Martinique (French)

Martinique is located in the east of the Caribbean, at the northern tip of the Antilles. An area of 1100 square kilometers is home to a population of 390,000, mainly mulatto people. Most of the residents are Catholic, and French is the official language, with Creole also spoken. The currency is the euro and the capital is Fort de France.


The earliest residents of Martinique were Caribbean Indians In June 1502, Columbus arrived, and by 1655 French forces occupied the island. In 1674, the French claimed the island as a French territory, and it later became a French overseas province in 1946. In August 1977, it became a major area of France.

Guadeloupe (France)

Guadeloupe is located in the Caribbean, at the center of the Antilles. An area of 1,780 square kilometers is home to a population of 439,000, most of whom are of African or European descent. Most of the residents are Catholic, and French is the official language, with Creole also spoken.. The currency is the euro (formerly the French franc), and the capital is Basseterre.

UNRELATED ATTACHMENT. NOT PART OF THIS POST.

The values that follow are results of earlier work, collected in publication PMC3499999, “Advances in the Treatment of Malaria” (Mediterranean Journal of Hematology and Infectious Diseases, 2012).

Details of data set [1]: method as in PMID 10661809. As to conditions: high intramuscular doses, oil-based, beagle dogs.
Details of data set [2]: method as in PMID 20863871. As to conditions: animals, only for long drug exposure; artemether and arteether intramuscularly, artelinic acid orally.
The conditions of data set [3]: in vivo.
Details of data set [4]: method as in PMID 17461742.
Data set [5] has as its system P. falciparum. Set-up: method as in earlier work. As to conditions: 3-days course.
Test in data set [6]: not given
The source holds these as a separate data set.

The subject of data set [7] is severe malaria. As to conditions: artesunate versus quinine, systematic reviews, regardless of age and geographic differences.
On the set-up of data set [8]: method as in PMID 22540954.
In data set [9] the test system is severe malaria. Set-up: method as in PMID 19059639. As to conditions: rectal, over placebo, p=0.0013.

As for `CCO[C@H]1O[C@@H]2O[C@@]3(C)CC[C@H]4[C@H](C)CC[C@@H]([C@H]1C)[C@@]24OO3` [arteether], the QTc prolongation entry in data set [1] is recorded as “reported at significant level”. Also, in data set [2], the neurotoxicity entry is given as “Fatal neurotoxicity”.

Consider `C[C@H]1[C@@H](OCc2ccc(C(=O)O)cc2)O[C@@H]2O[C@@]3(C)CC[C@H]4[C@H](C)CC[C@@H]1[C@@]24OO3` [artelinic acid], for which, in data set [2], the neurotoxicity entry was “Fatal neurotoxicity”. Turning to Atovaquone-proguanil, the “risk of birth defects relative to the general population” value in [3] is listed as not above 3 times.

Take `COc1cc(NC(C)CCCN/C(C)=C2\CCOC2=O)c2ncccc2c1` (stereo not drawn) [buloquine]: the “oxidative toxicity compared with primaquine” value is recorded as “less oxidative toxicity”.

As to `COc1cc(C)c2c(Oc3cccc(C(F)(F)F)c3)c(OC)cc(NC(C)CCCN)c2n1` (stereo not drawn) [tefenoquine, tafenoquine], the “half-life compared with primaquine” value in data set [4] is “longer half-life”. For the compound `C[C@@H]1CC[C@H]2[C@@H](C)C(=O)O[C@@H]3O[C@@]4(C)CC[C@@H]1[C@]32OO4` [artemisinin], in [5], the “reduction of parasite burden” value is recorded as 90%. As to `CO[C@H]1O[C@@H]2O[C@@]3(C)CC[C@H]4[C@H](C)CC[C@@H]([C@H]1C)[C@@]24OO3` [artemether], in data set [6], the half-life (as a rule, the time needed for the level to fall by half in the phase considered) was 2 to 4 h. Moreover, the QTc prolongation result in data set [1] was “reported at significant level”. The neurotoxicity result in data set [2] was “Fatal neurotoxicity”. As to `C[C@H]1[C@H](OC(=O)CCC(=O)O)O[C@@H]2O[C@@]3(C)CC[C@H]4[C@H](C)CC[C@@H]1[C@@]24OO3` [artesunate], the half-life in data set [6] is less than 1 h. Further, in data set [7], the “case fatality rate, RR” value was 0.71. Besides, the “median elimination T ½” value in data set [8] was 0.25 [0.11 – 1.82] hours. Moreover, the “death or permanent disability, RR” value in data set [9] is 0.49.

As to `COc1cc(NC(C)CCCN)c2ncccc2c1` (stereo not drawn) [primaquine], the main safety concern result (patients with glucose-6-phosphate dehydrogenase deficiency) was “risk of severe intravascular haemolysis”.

In 1495, Columbus arrived, and by the 16th century the Spanish ruled. In 1655 French colonialists occupied Guadeloupe, only for it to later pass to the British In 1815 it came under French rule again, and in 1946 became a French overseas province. In 1977 it was designated as a major area of France.

Economy and Cultural Customs

Economy on agriculture, tourism and light industry mainly rely mainly on its development in France.

French Guiana

French Guiana is located in the northeast of South America, near the equator, covering an area of 91,000 square kilometers. It has a population of 181,000, most of whom are of Creole descent. Residents are Catholic and French is the official language, with Creole also spoken. The currency was the French franc, but is now the euro. The capital is Cayenne.


After the French invaded in the 17th century, the British, Dutch, French and Portuguese competed with each other for control of the land, until the 1816 the French finally succeeded. In 1946, France announced that French Guiana was a French overseas provinces. In 1977 it was designated as a major area of France.

Economy and Cultural Customs

French Guiana is a high and low-lying territory, reaching heights of up to 48 meters above sea level along the coastal alluvial plains, with other areas consisting of low-lying swampland. The mainland is comprised of plateaus, hills, valleys, and cloud-forests.
The economy is reliant on forestry and fisheries. The main minerals are bauxite, kaolin, and gold. The land is fertile, mainly producing sugar cane, corn, rice, cocoa, and cassava. Around 90% of the land is covered in forest, with a variety of tropical hardwoods.